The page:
It’s funny to think of a politics of possibility in the current context.
During my days of research with co-operatives, people from a prevalent school of thinking on the left often belittled my investigations (and the enterprises themselves) as weak, privileged, vulnerable and incapable of standing up to the global capitalist economy. By contrast, people on the right (none of whom I found in academia) thought co-ops were cool. Maybe that’s because they didn’t come from a critical (academic) perspective or maybe, they didn’t think that my project should be taking down the forces of capitalism.
As a doctoral student (2005-11) much of the left seemed invested in the idea that we needed a global alternative to fight global capitalism. My reading of Gibson-Graham and the Community Economies Collective offered a critique of and alternative to this view. Remember “Beyond the Global vs Local”? That perspective lead me to Western MA to work with Julie Graham.
The narrative of empire and fear seems to be even more prevalent and more salient today. The mainstream media demands that the public listens to “science” while censoring dissenting alternative scientific perspectives. Had it not been for consorting with people whose perspectives are on the other side, I might not have questioned the scientific and political discourses offered by mainstream media and academy in the present context.
Very rational people on the right and the left compare the current political climate in the US to Nazi Germany. The left sees federal forces arresting peaceful protesters in Portland and thinks of the Nazis. The right sees rioters vandalizing and taking over city blocks in Seattle and Portland (while Democrat politicians excuse them) and sees federal forces protecting American democracy. People on the left fear guns held by second amendment supporters, while, people on the right think they may need guns to protect their property, their rights to speech, protest and even to work and go to the gym.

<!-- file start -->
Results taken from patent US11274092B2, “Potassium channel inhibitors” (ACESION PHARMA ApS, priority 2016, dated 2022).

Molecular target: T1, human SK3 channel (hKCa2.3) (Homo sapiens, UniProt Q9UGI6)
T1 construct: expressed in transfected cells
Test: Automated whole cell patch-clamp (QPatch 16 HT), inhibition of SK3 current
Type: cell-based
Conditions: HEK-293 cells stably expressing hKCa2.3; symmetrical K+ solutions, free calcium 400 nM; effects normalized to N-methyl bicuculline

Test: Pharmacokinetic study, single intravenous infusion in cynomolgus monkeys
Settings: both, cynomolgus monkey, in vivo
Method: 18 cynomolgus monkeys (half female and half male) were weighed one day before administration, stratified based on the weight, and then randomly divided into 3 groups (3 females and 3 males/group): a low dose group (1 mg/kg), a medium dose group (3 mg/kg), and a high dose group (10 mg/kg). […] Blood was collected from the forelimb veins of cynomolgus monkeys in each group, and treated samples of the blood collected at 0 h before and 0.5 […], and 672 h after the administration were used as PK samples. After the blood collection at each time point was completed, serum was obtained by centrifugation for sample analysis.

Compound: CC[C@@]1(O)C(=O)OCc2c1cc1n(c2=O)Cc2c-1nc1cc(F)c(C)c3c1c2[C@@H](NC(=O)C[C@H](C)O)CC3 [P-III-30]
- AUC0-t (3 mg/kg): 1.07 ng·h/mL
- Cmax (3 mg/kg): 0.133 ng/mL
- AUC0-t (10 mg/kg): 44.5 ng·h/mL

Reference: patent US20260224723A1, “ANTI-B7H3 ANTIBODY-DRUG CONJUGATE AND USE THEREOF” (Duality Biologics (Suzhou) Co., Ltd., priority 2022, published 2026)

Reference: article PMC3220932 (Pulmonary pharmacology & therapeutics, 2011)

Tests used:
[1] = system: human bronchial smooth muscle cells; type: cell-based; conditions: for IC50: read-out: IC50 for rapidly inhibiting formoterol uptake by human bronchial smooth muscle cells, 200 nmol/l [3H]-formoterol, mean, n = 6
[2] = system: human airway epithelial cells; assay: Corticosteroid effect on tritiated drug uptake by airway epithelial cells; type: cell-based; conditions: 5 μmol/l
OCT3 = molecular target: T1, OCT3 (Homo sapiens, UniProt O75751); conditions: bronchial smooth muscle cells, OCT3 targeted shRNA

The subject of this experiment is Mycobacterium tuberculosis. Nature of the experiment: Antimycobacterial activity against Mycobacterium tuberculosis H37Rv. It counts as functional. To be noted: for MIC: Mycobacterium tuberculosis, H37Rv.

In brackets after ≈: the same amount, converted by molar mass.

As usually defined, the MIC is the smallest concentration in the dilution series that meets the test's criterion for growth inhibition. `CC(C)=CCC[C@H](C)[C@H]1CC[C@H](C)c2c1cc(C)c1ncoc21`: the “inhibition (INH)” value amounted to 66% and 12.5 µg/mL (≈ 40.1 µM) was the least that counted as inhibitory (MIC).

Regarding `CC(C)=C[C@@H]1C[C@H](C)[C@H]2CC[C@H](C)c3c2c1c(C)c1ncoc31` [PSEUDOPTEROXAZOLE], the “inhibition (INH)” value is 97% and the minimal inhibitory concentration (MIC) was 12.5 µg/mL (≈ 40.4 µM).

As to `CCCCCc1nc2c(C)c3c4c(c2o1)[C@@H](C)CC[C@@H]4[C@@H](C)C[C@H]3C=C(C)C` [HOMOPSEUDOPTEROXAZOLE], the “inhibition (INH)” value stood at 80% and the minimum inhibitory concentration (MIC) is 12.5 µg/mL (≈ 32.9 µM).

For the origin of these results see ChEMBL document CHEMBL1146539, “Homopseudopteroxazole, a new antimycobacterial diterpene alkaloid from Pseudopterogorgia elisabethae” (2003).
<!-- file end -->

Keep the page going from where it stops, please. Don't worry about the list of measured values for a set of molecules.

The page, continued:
Many of my lefty friends and colleagues are very socially distant so I can’t be sure but it seems that the left broadly speaking, has fully invested in the mainstream narrative of the global pandemic and its necessary global response which follows these steps: 1) Shutdown; 2) Outlaw or belittle alternative treatments; 3) Invest in vaccines; 4) Secure lives by limiting personal liberties and closing enterprises, schools and many public services until there’s a vaccine.
Protesting is fine but going to church is not.
Many people on the right view this as: shutdown, shut up and behave (wear masks, social distance) or things will never go back to normal. –Until there’s a vaccine.
If you question these goals, you cross into the territory of white supremacy, anti-vax, deep state conspiracy theories. Maybe worse, if you question these goals, you appear indifferent to the exposure of your parents and friends in vulnerable populations.
The governor of Massachusetts just mandated the flu vaccine for children to attend school. This is just the beginning. The next one up is the experimental, pre-purchased corona-virus vaccine.